Dr. Thornton was instrumental in the refurbishment of many structures in his hometown of Faison. In addition, he successfully reintroduced long leaf pine to the family farm outside Faison and planted 8000 trees knowing he would be gone long before they reached maturity. It was his desire to return the farmland to the forest of his youth.

Dr. Thornton is survived by his wife of 62 years, Jennifer Thornton; son William Simon Thornton and wife Mary Kay Thornton of Fair Oaks Ranch, TX; son James Fallon Thornton, MD and wife Katina Thornton, MD of Dallas, TX; and grandchildren Nicholas Thornton, Alexandra Valentine, Michael Thornton, Sarah Thornton, Ava Thornton, Elizabeth Thornton, Alexandra Thornton, Victoria Thornton and Emily Thornton.

To send flowers to the family or plant a tree in memory of William Edgar Thornton, please visit our floral store.
Tytuł: Odp: William Edgar Thornton (1929-2021)
Wiadomość wysłana przez: Orionid w Styczeń 16, 2021, 06:41
William Edgar Thornton (http://lk.astronautilus.pl/astros/127.htm), w czasie odbywania swojego pierwszego lotu kosmicznego, został wówczas najstarszym człowiekiem, który tego dokonał.

W locie STS-7, poprzedzającym bezpośrednio STS-8 brał udział Norman Earl Thagard, również astronauta o doświadczeniu medycznym, który towarzyszył zmarłemu astronaucie podczas jego drugiej wyprawy.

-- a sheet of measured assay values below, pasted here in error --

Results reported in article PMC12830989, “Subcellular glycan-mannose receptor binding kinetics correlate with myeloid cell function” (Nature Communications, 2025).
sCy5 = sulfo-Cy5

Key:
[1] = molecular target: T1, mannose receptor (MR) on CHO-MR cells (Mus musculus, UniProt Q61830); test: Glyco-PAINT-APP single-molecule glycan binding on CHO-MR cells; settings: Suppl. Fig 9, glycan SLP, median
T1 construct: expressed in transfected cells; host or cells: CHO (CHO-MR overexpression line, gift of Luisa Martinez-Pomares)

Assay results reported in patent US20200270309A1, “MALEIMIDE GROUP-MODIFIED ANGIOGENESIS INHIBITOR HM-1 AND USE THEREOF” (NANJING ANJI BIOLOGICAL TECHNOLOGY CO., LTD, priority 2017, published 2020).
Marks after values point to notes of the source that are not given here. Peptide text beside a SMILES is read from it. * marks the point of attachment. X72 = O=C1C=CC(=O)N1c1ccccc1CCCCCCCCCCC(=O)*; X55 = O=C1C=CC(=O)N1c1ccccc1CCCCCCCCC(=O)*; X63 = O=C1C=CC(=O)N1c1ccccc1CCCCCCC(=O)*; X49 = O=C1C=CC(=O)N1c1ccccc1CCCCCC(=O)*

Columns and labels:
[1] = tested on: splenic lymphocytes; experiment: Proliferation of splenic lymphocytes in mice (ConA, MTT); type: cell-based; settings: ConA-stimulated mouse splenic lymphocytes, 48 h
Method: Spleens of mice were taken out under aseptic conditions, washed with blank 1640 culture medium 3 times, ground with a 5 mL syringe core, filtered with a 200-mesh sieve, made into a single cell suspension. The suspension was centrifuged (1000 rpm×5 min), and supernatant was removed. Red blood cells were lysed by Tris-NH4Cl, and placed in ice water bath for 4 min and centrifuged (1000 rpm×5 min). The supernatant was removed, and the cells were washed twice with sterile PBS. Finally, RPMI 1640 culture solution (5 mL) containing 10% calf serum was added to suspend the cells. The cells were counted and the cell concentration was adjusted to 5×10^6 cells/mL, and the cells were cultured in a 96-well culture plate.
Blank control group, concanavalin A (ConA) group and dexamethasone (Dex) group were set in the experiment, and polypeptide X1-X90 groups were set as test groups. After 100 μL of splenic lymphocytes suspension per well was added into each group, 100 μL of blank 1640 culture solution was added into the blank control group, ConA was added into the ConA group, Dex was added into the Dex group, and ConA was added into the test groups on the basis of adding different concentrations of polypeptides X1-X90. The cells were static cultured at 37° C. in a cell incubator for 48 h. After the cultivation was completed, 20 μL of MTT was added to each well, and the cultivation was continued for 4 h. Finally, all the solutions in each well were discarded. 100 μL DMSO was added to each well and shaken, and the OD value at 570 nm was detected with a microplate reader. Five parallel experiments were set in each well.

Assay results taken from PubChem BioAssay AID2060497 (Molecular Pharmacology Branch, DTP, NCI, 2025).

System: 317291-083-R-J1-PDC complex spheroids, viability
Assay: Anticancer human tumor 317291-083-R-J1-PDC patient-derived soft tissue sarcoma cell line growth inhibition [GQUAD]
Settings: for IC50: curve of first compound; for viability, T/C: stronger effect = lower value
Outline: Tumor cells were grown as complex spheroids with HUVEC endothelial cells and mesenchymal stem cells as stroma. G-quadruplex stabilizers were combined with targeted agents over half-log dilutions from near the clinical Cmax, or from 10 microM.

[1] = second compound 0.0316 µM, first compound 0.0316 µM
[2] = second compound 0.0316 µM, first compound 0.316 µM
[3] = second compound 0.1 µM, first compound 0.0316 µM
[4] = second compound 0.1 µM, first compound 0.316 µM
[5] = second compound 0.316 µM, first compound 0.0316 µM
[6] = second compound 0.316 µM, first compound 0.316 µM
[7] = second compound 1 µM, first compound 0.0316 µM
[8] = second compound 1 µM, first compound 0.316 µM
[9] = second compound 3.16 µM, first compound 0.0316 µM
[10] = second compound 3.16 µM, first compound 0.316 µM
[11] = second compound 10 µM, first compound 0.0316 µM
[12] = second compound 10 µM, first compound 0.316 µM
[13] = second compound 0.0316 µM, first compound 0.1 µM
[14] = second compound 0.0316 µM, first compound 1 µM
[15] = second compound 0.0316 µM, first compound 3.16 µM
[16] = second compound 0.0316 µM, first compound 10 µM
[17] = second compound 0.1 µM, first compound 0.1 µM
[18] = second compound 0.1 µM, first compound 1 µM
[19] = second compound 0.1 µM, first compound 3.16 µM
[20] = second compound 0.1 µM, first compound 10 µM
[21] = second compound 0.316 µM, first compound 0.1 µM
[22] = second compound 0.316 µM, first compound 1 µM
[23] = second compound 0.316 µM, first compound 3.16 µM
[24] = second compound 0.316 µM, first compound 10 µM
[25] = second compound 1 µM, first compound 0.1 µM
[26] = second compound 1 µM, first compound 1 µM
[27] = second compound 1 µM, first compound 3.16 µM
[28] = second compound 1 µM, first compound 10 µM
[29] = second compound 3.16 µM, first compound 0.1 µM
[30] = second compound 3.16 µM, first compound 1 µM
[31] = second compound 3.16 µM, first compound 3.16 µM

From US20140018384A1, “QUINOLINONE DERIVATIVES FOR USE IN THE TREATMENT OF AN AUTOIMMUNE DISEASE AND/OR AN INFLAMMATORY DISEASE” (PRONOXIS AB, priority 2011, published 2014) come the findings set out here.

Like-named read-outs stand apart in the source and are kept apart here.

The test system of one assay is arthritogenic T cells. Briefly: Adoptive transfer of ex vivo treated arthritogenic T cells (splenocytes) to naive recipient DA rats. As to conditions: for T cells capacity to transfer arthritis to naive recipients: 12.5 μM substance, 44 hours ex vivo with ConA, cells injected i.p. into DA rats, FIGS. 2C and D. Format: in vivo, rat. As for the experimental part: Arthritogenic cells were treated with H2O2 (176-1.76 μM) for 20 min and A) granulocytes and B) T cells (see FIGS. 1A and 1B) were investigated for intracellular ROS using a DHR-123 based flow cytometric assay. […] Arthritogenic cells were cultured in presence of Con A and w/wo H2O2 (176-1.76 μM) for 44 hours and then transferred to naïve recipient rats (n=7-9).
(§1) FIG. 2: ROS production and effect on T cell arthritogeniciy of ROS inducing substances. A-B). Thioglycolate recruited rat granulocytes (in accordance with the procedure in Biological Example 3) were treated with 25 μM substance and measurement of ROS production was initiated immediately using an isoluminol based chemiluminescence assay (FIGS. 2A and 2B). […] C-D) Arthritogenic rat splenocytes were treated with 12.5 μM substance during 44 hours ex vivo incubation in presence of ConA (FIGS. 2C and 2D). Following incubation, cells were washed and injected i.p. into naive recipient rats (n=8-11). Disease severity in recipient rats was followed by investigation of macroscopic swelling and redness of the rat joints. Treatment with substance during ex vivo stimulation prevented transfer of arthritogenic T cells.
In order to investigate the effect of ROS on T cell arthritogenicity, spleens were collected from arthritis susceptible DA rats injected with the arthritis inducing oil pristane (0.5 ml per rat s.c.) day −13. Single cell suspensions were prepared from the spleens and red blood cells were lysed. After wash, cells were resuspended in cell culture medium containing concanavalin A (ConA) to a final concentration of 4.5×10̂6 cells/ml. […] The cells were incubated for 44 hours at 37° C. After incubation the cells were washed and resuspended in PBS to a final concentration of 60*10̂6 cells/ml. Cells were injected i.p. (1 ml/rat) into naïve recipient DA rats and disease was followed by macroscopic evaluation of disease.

Po dwóch uczestników misji STS-8 i STS-51B  już nie żyje.

Wszyscy astronauci (3), urodzeni w latach 20. XX stulecia , którzy brali udział w orbitalnych lotach wahadłowców, odeszli już na wieczną wachtę.




STS-8     https://www.nasa.gov/mission_pages/shuttle/shuttlemissions/archives/sts-8.html
STS-51B https://www.nasa.gov/mission_pages/shuttle/shuttlemissions/archives/sts-51B.html
Tytuł: Odp: William Edgar Thornton (1929-2021)
Wiadomość wysłana przez: Orionid w Styczeń 16, 2021, 07:18
Astronaut William Thornton, who invented shuttle treadmill, dies at 91

January 14, 2021 — Former NASA astronaut William "Bill" Thornton, who used his own inventions to measure and combat the ill-effects of microgravity while on board two space shuttle missions, has died at the age of 91.

William Thornton was selected as an astronaut in 1967 during the Apollo program but did not fly into space until 16 years later aboard the space shuttle. (UTMB Health)